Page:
Posted by: thebylog | January 3, 2005


The Recorded A Cappella Review Board (RARB) is a website that allows a cappella groups to send in their albums to be objectively and thoroughly reviewed, ostensibly by people that know something about a cappella music. A stated goal of RARB is to give the public honest insight into the merits of the submitted albums.

Honestly, I don’t know the size of RARB’s readership or the status they enjoy in the a cappella community, but several excellent and famous groups have submitted albums, including GLAD, The Bobs, The Swingle Singers, Rescue, and the Acoustix, so their opinion–though really and truly only their opinion–should be regarded with some degree of respect.

All you have to do to get reviewed by these folks is record an a cappella album and send, like, six of those albums to where they tell you. So, AHQ did–twice. The review system is set up so that three people independently review the album, and it is compiled at the end into a single review, complete with ratings of each song and five different technical categories.

We didn’t have real high hopes when we sent in Lookin’ Up to be reviewed. In fact, if I recall correctly TT had real questions with sending it in at all. But we did, and we were predictably skewered, particularly by one reviewer. He calls us “square,” says that much of the album consists of “facile melodies and cheesy lyrics,” and opines that we “utterly slaughter” those songs that happen to have good arrangements. Furthermore, we’re “completely devoid of soul and expression.” He criticizes our arranging, songs, solo voices–almost everything. The other reviewers were a bit more kind. One even liked us.

In my life in general, I’m rather sensitive to criticism. But with AHQ, that sensitivity threshold increases dramatically. Well, except for criticism of our latest album cover. That gets to me a little bit. But then, it’s sort of understandable. But regarding our singing, I don’t get bothered to a large degree when people tell us that our endings are too outlandish, they don’t like a certain song, or we just plain stink. In fact, I think those things are interesting, and in the case of RARB, many of the criticisms had their basis in fact.

When we recorded our latest album, it was a no-brainer to us to get it reviewed by RARB. We knew it was better than our last one, and we (some of us at least) were anxious to see what would come of the second go-around. TT wasn’t impressed when he saw that one of our reviewers was the same one who blasted us last time. He wasn’t expecting very good scores, though I had hopes of good scores. Or at least I was confident that it would be better than last time.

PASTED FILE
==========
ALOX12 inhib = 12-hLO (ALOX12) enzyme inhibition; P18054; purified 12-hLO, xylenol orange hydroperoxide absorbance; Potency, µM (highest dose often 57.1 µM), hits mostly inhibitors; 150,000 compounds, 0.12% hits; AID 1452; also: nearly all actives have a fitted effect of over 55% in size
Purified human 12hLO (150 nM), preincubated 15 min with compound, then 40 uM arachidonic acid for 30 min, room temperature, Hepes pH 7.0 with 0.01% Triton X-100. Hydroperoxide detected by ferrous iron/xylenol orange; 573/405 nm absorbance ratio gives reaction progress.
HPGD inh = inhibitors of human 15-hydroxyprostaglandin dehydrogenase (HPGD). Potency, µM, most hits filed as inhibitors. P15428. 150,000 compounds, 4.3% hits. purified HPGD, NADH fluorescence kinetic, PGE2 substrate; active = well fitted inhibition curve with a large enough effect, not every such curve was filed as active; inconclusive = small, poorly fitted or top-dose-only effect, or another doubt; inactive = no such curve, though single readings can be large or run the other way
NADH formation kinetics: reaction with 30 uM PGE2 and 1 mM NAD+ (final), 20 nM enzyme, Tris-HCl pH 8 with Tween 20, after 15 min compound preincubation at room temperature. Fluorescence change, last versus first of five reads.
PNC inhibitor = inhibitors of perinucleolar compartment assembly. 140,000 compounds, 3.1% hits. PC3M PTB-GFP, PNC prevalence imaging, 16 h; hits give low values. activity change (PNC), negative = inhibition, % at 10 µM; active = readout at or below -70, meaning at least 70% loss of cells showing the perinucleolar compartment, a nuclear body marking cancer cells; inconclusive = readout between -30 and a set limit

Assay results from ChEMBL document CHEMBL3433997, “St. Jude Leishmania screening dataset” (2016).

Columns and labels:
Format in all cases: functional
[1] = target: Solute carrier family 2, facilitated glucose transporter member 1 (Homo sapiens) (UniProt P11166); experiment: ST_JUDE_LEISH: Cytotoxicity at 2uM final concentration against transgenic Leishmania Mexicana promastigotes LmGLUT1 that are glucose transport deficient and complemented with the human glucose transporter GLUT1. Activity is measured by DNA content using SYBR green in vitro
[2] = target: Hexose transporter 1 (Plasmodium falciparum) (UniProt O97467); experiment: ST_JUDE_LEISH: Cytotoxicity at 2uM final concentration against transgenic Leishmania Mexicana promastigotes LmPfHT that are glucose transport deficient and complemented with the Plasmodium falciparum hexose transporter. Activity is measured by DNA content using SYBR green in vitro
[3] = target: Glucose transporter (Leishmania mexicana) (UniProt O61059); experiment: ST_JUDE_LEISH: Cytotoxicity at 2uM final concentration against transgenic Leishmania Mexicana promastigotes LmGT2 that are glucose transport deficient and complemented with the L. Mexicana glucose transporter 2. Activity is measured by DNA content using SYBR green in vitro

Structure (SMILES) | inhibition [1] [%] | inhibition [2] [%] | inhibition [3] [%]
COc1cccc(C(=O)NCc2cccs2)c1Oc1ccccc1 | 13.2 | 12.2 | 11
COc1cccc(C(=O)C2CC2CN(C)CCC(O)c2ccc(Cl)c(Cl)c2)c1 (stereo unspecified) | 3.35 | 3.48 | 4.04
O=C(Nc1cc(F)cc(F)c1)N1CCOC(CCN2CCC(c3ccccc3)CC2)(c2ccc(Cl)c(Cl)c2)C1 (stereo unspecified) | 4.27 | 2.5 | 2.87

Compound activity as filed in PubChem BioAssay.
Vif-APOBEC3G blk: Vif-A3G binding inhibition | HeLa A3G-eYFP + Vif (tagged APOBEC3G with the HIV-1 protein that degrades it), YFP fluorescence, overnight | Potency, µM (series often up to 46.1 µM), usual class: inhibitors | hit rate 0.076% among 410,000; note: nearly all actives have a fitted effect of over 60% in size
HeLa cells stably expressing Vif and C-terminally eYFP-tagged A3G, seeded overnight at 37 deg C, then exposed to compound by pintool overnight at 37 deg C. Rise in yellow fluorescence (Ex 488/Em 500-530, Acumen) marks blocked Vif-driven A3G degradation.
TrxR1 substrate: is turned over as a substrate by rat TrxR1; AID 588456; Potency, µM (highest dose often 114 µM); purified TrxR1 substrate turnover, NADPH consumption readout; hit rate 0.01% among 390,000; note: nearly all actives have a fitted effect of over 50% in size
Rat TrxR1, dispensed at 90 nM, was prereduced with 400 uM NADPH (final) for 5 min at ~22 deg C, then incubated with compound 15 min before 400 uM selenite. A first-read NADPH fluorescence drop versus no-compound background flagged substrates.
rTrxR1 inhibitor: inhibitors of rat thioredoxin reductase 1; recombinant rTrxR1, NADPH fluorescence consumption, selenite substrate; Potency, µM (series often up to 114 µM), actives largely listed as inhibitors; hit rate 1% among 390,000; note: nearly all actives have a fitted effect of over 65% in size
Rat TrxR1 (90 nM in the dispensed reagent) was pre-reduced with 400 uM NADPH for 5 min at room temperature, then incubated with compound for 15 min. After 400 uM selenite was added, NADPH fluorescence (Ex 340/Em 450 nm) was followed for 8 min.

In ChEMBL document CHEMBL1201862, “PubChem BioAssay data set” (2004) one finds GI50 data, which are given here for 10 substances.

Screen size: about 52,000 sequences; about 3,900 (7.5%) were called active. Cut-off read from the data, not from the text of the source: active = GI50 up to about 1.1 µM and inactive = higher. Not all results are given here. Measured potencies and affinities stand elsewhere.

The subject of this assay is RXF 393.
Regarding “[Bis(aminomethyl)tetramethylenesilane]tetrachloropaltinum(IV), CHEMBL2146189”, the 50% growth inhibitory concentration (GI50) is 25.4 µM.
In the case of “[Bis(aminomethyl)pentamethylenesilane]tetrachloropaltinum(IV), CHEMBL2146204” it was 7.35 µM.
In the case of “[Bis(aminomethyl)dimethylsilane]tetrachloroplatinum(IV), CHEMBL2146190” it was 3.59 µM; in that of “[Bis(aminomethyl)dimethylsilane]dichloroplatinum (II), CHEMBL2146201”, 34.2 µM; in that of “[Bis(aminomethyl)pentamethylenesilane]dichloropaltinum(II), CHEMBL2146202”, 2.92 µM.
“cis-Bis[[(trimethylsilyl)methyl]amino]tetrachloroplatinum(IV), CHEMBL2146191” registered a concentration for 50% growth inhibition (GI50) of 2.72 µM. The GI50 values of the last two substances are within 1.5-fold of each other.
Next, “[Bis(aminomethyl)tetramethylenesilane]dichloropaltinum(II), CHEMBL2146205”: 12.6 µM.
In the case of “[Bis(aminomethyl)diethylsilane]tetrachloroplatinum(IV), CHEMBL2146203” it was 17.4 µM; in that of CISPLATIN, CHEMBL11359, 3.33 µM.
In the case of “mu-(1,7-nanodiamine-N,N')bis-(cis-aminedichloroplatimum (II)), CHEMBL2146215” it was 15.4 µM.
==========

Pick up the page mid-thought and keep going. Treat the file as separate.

And the Purpose review was better. Much better. Our basher became our fan. The worst thing anyone said about us is that we were bland. Well, except for the comments on our religious presentation, which are very interesting in their own right.

I like RARB, and I don’t even mind that many of you folks reading this will surf on over and see how terrible we really are, though it would be interesting to hear if their reviews affect your opinion of our music in any way. Just don’t bash RARB, take it as informed opinion. These sorts of yardsticks are valuable to us, because most people that listen to us probably aren’t musically equipped to give an informed critique of our technical prowess, and for the ones that are, there is no forum set up in which that could happen. Besides that, being personally involved with a group makes it difficult to shoot straight with them.

So that’s RARB, a fascinating study in opinion and honesty.



  1. Sorry, don’t agree. I still say that it is valuable to the artist, NOT the general public!


  2. Well, I’ll not enter the argument about whether RARB has any value to the public, but having just read the two reviews, I did find them fascinating reading. The first review contained some rather stinging and sarcastic use of words that, viewed from the outside, were rather funny. I guess that makes the point that funny is not necesarily right or good in the context of relationships. The guy probably could have made his point just as well with less stinging (and perhaps less funny) words. Anyway, good work, AHQ. Miss